C-Job doesn’t just work on new-build ship projects; a major part of the business also involves engineering tasks for existing vessels. This includes conversions, modifications, refits and retrofits. “We have completed projects across the entire range of maritime sectors,” states C-Job’s Head of Engineering Tim Vlaar. “From heavy lift vessels and ferries, to pipe-layers and offshore construction vessels.”

Scrubber Conversions & Modifications

 

“This type of work is not just about extending the lifespan of a ship, but also about maximising its efficiency and productivity,” Tim continues. “This can be necessary for a number of reasons. First of all, for project requirements, when a vessel needs certain modifications to take on a specific project. This can be related to market trends too, such as we are seeing in the offshore wind sector. Existing offshore wind installation vessels are now requiring substantial crane upgrades to be able to handle the increasing size and weight of wind turbine components.”

 

Rules & regulations

Changing regulations are another reason that ship-owners are compelled to carry out vessel modifications: “A number of years ago, for instance, offshore regulations regarding accommodation changed, which meant that the offshore fleet required accommodation upgrades. The implementation of Sulphur Emission Control Areas is another good example, which has resulted in many ship-owners deciding to invest in scrubber retrofits to comply with this new legislation. This work requires considerable adjustment to a ship’s layout as it involves piping and storage tanks and modifications to the ship’s funnel.”

 

When comparing the two types of engineering work – new build vs. conversions and modifications – it can be said that they are inherently different. “Working on an existing vessel can be quite unpredictable,” Tim notes. “You try to assess the situation on board as well as possible in order to bring the engineering to the office, so that the vessel can continue daily operations without interruption. And once the work at the yard has started, there is still a lot of potential to find something different than what you are expecting.” It is because of this unpredictability that it is necessary to adjust the work process in order to find order in what at first sight can seem to be quite a chaotic process. “Quite often you have to modify your plan and engineering on the spot, in close consultation with the client – especially with regard to production costs.”

 

Speeding up the process

To minimise the amount of unexpected surprises, C-Job begins its work on vessel modification projects by performing 3D scans of the vessel concerned. “As an engineer you want to be organised and not leave anything to chance. These 3D scans and Point Cloud software definitely speed up the process, however for some aspects you just have to wait until you are on site.”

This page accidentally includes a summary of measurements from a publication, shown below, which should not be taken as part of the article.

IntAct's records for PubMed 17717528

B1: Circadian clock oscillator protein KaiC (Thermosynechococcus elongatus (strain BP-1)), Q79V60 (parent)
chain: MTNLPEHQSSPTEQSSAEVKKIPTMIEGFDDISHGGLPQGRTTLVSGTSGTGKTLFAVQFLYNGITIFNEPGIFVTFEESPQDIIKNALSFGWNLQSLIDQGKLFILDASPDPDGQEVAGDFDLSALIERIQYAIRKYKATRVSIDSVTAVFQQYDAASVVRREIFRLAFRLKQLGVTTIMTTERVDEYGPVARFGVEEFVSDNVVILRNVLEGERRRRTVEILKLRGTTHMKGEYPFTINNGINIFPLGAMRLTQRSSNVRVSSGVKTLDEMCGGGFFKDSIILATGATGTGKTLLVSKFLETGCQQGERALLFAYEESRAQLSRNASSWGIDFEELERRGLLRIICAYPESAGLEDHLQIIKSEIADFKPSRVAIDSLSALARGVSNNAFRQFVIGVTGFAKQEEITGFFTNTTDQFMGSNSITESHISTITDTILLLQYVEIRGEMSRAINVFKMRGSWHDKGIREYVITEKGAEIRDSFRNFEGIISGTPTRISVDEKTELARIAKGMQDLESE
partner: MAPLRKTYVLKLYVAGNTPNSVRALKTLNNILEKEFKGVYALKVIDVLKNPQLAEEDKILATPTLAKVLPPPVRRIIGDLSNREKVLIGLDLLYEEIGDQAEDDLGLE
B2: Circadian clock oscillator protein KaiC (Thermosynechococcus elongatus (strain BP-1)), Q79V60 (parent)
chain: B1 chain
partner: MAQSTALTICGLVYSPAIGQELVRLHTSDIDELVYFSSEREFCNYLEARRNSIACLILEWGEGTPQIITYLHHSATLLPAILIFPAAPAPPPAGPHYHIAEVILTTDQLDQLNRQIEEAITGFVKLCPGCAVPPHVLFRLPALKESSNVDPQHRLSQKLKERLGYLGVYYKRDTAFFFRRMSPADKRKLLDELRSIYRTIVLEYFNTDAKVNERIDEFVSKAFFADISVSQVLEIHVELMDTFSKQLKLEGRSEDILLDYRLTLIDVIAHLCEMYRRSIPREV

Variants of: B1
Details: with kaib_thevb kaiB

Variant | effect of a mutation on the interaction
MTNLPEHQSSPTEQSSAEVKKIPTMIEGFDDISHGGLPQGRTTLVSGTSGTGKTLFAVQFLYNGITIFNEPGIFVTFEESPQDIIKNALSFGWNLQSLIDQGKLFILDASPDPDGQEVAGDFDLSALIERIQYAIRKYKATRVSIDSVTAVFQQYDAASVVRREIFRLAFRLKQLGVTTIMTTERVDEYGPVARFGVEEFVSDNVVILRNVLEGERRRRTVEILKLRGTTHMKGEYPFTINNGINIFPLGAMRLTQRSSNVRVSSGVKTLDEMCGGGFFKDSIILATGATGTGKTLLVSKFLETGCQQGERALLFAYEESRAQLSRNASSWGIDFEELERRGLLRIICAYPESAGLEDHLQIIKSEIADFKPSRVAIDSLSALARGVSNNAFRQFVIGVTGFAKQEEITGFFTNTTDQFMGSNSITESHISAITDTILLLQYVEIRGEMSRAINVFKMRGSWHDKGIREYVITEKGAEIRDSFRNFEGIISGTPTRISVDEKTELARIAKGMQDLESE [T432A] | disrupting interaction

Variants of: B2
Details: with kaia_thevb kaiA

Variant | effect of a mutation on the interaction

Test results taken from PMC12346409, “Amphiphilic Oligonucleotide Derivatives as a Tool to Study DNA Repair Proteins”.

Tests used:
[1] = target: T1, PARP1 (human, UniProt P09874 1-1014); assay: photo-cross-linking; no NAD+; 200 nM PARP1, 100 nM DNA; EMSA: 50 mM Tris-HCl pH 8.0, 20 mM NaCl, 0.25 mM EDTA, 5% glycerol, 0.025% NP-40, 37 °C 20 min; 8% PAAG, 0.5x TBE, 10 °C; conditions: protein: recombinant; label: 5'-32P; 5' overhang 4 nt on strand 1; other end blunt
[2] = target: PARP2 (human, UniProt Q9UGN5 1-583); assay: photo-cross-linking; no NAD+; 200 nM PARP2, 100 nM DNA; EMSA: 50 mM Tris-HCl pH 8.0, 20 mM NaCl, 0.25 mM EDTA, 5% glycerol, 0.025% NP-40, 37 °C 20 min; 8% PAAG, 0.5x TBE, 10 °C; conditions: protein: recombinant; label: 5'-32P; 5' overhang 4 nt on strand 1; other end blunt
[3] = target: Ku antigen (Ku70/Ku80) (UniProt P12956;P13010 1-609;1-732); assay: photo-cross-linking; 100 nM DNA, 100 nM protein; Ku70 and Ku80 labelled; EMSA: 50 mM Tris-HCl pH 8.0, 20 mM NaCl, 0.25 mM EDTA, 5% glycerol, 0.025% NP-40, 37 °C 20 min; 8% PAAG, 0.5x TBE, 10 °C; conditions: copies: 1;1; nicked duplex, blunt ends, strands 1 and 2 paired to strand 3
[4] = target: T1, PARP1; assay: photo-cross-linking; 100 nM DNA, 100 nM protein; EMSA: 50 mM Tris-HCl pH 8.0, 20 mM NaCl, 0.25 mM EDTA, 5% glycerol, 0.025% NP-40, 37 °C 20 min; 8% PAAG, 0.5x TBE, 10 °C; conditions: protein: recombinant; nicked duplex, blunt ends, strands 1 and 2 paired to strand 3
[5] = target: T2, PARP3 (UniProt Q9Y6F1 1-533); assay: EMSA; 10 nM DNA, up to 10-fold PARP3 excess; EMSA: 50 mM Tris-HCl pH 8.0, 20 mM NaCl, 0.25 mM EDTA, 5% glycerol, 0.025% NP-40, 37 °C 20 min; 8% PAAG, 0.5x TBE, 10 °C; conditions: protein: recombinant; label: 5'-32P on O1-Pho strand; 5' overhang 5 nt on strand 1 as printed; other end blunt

You might expect Tim to say that working on vessel modifications is more challenging than new build projects. “Yes, it can be more of a challenge because of the fact that it is more unpredictable. However, working on an existing situation can actually reduce the number of choices available to an engineer, thereby making things more straightforward. What’s more, a new build project can be potentially much more challenging because there are so many options open.”

 

Time is of the essence

Bearing in mind C-Job’s experience with conversion and modification contracts, what factors make these projects a success? “When a vessel is in dry-dock, they are still costing the owner a lot of money per day,” he says. “So minimising downtime is probably the most important factor. We have to be flexible and, at times, be able to mobilise quickly.”

 

On the subject of mobilisation time, Tim points out that this varies from project to project. “In some cases the planning process can be quite extensive in order to make the docking time as efficient as possible. For these more complex projects we are capable of providing the concept, basic and detailed designs. For other projects – admittedly more straightforward ones – we can get an engineering package ready in a matter of weeks or even days.”

 

Knowledge for the future

Facilitating C-Job’s work process with conversions and modifications is the company’s attention to practical knowledge. “For an engineer working on an existing vessel, the value of this experience cannot be overestimated. Our hands-on knowledge comes from our services relating to Building Supervision and C-Job On-Site, where we get close to the production process. For us as engineers, we can use this practical knowledge to contribute to the success of future projects.”